As the Real Estate tides shift in the Canadian Real Estate market, you may be one of many homebuyers finding yourself in a stressful situation as you look to navigate your closing in a shifting market. If you purchased a home earlier this year or are closing on a pre-construction property over the next few months, you may find yourself in a situation where your current home has yet to sell, impacting your ability to close your new property as you’re counting on the proceeds from your sale to fund your new purchase. Walking away from your purchase is not likely a viable option and may result in you breaching your purchase agreement.
Breaching your agreement can come with dire consequences like losing your deposit and being sued for damages to make the seller “whole” (which means putting the seller in the same position as the seller would have been had the buyer completed the transaction as scheduled).
(Very Important Note: You should always seek legal advice before making such a decision)
There are, however, several financing options and tools you can leverage to still close your transaction and transition to your new home.
Refinance your current property and/or rent it
Depending on factors such as your loan-to-value (LTV) ratios and income, you may be able to refinance your current property and use the proceeds for your new property. You may also be able to rent your current property until selling it becomes more favourable, and have the rental income help in your qualification for a refinance.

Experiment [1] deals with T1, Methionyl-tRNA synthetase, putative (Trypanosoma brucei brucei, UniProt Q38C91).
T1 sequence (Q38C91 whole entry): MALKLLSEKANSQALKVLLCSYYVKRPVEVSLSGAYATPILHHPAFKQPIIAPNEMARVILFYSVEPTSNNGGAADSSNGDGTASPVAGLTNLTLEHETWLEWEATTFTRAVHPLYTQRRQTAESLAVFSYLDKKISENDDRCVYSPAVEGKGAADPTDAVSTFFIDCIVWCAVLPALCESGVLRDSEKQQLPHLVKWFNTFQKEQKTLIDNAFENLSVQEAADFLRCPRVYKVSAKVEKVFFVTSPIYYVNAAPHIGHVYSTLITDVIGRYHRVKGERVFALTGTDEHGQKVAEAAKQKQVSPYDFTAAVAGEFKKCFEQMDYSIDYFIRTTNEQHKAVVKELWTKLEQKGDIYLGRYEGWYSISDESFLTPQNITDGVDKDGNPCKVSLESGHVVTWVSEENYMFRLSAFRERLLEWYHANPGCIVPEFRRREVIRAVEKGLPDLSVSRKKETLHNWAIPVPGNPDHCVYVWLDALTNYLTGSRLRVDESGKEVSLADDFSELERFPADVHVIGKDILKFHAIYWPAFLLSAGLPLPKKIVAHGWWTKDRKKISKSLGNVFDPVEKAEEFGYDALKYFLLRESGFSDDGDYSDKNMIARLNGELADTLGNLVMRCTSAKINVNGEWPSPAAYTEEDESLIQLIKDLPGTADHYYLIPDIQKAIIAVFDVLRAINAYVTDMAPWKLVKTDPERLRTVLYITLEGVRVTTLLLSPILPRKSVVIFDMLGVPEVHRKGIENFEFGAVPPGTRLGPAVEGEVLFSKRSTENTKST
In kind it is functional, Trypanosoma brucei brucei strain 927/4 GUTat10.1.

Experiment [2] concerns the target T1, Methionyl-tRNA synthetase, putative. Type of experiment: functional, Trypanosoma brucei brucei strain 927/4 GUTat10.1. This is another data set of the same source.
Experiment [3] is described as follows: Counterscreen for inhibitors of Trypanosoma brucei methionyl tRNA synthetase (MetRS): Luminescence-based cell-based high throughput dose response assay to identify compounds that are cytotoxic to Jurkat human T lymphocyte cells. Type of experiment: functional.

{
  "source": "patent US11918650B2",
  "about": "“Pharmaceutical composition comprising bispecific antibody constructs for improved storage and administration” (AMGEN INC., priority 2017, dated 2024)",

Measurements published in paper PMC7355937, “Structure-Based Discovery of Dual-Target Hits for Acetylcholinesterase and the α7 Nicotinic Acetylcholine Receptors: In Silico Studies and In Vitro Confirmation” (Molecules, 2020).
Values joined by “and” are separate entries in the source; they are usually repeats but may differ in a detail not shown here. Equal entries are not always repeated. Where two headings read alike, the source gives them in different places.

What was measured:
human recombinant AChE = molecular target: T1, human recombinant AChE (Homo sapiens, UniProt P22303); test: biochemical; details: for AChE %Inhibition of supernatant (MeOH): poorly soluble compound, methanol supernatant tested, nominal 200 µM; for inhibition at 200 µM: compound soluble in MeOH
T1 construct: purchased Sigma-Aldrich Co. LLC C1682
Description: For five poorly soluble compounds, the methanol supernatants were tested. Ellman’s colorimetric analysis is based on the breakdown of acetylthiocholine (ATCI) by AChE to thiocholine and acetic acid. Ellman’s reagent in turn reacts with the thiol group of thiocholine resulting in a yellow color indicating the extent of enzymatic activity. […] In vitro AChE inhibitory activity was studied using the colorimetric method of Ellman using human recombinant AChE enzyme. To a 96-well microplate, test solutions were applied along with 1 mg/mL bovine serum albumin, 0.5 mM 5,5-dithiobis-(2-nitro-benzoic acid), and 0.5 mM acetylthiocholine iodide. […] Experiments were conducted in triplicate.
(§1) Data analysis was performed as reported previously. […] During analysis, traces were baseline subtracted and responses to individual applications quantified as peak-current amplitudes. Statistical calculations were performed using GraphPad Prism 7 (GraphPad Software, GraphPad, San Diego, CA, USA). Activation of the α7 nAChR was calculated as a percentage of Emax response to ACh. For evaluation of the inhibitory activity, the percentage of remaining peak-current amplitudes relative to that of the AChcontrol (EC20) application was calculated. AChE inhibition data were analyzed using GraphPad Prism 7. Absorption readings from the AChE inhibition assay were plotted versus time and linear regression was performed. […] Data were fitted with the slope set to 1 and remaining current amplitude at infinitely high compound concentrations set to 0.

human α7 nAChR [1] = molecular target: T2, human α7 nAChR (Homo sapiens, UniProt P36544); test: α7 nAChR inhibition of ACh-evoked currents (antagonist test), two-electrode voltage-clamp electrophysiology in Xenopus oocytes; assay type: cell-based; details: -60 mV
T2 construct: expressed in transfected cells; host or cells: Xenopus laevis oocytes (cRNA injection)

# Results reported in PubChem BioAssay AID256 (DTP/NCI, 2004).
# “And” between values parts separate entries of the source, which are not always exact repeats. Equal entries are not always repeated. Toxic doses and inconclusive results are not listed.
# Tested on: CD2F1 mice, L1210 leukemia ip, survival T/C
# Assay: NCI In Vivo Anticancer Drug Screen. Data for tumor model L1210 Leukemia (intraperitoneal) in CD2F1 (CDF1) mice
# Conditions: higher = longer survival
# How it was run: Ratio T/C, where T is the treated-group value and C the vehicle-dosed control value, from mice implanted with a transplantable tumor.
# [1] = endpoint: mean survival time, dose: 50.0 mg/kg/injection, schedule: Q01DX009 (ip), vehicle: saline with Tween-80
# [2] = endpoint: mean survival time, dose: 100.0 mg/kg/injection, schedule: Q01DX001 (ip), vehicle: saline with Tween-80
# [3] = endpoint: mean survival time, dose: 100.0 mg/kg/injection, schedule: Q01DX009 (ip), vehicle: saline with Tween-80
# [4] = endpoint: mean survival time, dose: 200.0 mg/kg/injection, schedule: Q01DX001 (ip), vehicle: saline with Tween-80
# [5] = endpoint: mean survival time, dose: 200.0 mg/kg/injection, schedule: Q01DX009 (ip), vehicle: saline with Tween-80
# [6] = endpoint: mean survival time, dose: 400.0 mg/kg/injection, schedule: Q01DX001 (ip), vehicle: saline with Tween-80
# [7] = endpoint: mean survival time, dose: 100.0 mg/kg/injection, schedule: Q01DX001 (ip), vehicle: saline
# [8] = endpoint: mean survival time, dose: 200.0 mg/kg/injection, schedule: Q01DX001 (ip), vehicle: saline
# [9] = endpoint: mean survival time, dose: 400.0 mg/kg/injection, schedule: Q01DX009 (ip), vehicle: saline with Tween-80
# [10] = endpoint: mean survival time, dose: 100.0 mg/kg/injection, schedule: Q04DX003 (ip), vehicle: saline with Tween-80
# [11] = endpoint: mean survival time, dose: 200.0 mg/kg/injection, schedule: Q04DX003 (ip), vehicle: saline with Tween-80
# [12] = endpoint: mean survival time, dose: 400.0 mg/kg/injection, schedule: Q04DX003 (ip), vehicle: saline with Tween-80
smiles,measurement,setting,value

While this option isn’t for everyone, it is a strategy that can be used to “weather the storm”, however, just like any market, there are no guarantees that waiting will improve the chances of your property being sold at the price you’re seeking. If you choose to explore this option further, you may need to leverage the services of an experienced mortgage broker who can identify the best lender for your scenario. Since this scenario may involve you becoming a landlord, you’ll need to understand Landlord/Tenant rules for your province and research market rents prior to considering this as a viable option.
Take a Loan from friends and family
As you may need to bridge carrying both properties for a little while, some people resort to asking friends and family for a short-term loan to shoulder the financial burden until your property is sold. If you choose this option and find a family member or friend who will lend you the money, you are best to outline the terms of the loan in a legal contract, outlining the duration, interest, and repayment terms. Depending on your relationship with the person/people lending you the funds, they may ask to secure their interest in your current or new property by the way of registering a second mortgage.
Consider a Private Mortgage
If you don’t qualify for refinancing from a traditional lender, or don’t have friends/family who will lend you the money, accessing funds through a private lender may be a viable short-term option. Most private lenders are more flexible on the risks they can take and have their own lending criteria. A mortgage broker with a specialization in private lending will likely have access to multiple private lenders and can help identify the best lender for your situation. While private lenders charge higher interest rates (8-12% range) to account for the risk they are taking, they can provide a viable short-term solution with an exit strategy where your loan can be refinanced within a few months with a traditional bank, thereby serving as a temporary ‘stop gap’.